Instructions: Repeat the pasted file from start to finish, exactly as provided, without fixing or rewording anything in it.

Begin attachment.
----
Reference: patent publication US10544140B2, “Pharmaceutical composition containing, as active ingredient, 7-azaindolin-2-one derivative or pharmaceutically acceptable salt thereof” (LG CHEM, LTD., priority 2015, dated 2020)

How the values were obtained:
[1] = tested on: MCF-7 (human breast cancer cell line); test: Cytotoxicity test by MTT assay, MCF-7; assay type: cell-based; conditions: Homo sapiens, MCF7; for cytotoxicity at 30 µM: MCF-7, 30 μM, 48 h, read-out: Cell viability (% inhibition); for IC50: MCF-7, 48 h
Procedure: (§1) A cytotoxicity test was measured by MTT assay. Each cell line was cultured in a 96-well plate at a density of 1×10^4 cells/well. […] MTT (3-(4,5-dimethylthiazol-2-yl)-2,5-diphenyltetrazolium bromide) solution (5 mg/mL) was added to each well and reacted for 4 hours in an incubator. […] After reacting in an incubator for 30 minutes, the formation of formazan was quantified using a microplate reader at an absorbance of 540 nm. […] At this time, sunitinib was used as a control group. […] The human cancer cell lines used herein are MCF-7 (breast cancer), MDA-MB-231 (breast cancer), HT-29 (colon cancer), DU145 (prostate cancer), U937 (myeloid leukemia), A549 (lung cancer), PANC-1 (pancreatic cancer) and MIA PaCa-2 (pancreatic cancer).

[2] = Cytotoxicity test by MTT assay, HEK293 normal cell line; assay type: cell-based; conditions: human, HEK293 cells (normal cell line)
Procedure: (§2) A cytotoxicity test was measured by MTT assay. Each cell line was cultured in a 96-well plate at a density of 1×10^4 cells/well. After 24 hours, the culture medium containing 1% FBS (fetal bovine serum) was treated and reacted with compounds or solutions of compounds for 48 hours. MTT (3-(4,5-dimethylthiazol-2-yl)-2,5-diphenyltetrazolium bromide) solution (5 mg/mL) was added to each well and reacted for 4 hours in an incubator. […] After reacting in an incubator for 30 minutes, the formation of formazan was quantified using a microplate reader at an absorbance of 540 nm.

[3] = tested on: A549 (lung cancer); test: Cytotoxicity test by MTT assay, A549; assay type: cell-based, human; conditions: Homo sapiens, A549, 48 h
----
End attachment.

Reference: patent publication US10544140B2, “Pharmaceutical composition containing, as active ingredient, 7-azaindolin-2-one derivative or pharmaceutically acceptable salt thereof” (LG CHEM, LTD., priority 2015, dated 2020)

How the values were obtained:
[1] = tested on: MCF-7 (human breast cancer cell line); test: Cytotoxicity test by MTT assay, MCF-7; assay type: cell-based; conditions: Homo sapiens, MCF7; for cytotoxicity at 30 µM: MCF-7, 30 μM, 48 h, read-out: Cell viability (% inhibition); for IC50: MCF-7, 48 h
Procedure: (§1) A cytotoxicity test was measured by MTT assay. Each cell line was cultured in a 96-well plate at a density of 1×10^4 cells/well. […] MTT (3-(4,5-dimethylthiazol-2-yl)-2,5-diphenyltetrazolium bromide) solution (5 mg/mL) was added to each well and reacted for 4 hours in an incubator. […] After reacting in an incubator for 30 minutes, the formation of formazan was quantified using a microplate reader at an absorbance of 540 nm. […] At this time, sunitinib was used as a control group. […] The human cancer cell lines used herein are MCF-7 (breast cancer), MDA-MB-231 (breast cancer), HT-29 (colon cancer), DU145 (prostate cancer), U937 (myeloid leukemia), A549 (lung cancer), PANC-1 (pancreatic cancer) and MIA PaCa-2 (pancreatic cancer).

[2] = Cytotoxicity test by MTT assay, HEK293 normal cell line; assay type: cell-based; conditions: human, HEK293 cells (normal cell line)
Procedure: (§2) A cytotoxicity test was measured by MTT assay. Each cell line was cultured in a 96-well plate at a density of 1×10^4 cells/well. After 24 hours, the culture medium containing 1% FBS (fetal bovine serum) was treated and reacted with compounds or solutions of compounds for 48 hours. MTT (3-(4,5-dimethylthiazol-2-yl)-2,5-diphenyltetrazolium bromide) solution (5 mg/mL) was added to each well and reacted for 4 hours in an incubator. […] After reacting in an incubator for 30 minutes, the formation of formazan was quantified using a microplate reader at an absorbance of 540 nm.

[3] = tested on: A549 (lung cancer); test: Cytotoxicity test by MTT assay, A549; assay type: cell-based, human; conditions: Homo sapiens, A549, 48 h